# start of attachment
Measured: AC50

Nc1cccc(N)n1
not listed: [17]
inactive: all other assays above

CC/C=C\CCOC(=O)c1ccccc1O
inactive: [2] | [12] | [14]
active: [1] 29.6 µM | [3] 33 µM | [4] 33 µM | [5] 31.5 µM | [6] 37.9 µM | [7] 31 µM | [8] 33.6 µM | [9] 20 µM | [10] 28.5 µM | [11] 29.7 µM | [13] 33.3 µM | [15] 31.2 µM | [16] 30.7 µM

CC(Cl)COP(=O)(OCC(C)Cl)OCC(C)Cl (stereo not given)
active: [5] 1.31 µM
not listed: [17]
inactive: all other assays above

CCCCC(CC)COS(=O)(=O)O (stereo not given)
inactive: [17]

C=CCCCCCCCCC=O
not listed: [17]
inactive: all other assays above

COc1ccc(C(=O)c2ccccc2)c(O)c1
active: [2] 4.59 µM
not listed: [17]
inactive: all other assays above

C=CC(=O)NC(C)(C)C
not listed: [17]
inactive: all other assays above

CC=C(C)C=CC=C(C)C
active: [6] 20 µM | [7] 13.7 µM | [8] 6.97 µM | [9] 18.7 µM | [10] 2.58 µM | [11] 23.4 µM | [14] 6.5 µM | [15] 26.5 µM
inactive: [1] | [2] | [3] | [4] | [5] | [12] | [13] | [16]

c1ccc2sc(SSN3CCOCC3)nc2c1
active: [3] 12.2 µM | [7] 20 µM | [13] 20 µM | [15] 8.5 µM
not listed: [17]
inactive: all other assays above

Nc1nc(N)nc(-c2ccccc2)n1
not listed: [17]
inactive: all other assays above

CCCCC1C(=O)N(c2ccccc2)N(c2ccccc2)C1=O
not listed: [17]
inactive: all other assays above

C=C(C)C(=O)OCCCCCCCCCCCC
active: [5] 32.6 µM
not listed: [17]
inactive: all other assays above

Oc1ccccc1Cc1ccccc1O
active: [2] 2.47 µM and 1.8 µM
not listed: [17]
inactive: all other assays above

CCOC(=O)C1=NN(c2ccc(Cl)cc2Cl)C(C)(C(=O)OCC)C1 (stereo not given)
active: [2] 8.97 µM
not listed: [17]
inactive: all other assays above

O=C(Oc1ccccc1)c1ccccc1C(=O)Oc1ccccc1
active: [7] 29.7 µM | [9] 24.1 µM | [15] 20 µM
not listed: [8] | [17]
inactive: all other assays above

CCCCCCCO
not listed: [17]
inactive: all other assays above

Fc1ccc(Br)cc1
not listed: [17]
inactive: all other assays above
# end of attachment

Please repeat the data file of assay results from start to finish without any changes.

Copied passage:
Measured: AC50

Nc1cccc(N)n1
not listed: [17]
inactive: all other assays above

CC/C=C\CCOC(=O)c1ccccc1O
inactive: [2] | [12] | [14]
active: [1] 29.6 µM | [3] 33 µM | [4] 33 µM | [5] 31.5 µM | [6] 37.9 µM | [7] 31 µM | [8] 33.6 µM | [9] 20 µM | [10] 28.5 µM | [11] 29.7 µM | [13] 33.3 µM | [15] 31.2 µM | [16] 30.7 µM

CC(Cl)COP(=O)(OCC(C)Cl)OCC(C)Cl (stereo not given)
active: [5] 1.31 µM
not listed: [17]
inactive: all other assays above

CCCCC(CC)COS(=O)(=O)O (stereo not given)
inactive: [17]

C=CCCCCCCCCC=O
not listed: [17]
inactive: all other assays above

COc1ccc(C(=O)c2ccccc2)c(O)c1
active: [2] 4.59 µM
not listed: [17]
inactive: all other assays above

C=CC(=O)NC(C)(C)C
not listed: [17]
inactive: all other assays above

CC=C(C)C=CC=C(C)C
active: [6] 20 µM | [7] 13.7 µM | [8] 6.97 µM | [9] 18.7 µM | [10] 2.58 µM | [11] 23.4 µM | [14] 6.5 µM | [15] 26.5 µM
inactive: [1] | [2] | [3] | [4] | [5] | [12] | [13] | [16]

c1ccc2sc(SSN3CCOCC3)nc2c1
active: [3] 12.2 µM | [7] 20 µM | [13] 20 µM | [15] 8.5 µM
not listed: [17]
inactive: all other assays above

Nc1nc(N)nc(-c2ccccc2)n1
not listed: [17]
inactive: all other assays above

CCCCC1C(=O)N(c2ccccc2)N(c2ccccc2)C1=O
not listed: [17]
inactive: all other assays above

C=C(C)C(=O)OCCCCCCCCCCCC
active: [5] 32.6 µM
not listed: [17]
inactive: all other assays above

Oc1ccccc1Cc1ccccc1O
active: [2] 2.47 µM and 1.8 µM
not listed: [17]
inactive: all other assays above

CCOC(=O)C1=NN(c2ccc(Cl)cc2Cl)C(C)(C(=O)OCC)C1 (stereo not given)
active: [2] 8.97 µM
not listed: [17]
inactive: all other assays above

O=C(Oc1ccccc1)c1ccccc1C(=O)Oc1ccccc1
active: [7] 29.7 µM | [9] 24.1 µM | [15] 20 µM
not listed: [8] | [17]
inactive: all other assays above

CCCCCCCO
not listed: [17]
inactive: all other assays above

Fc1ccc(Br)cc1
not listed: [17]
inactive: all other assays above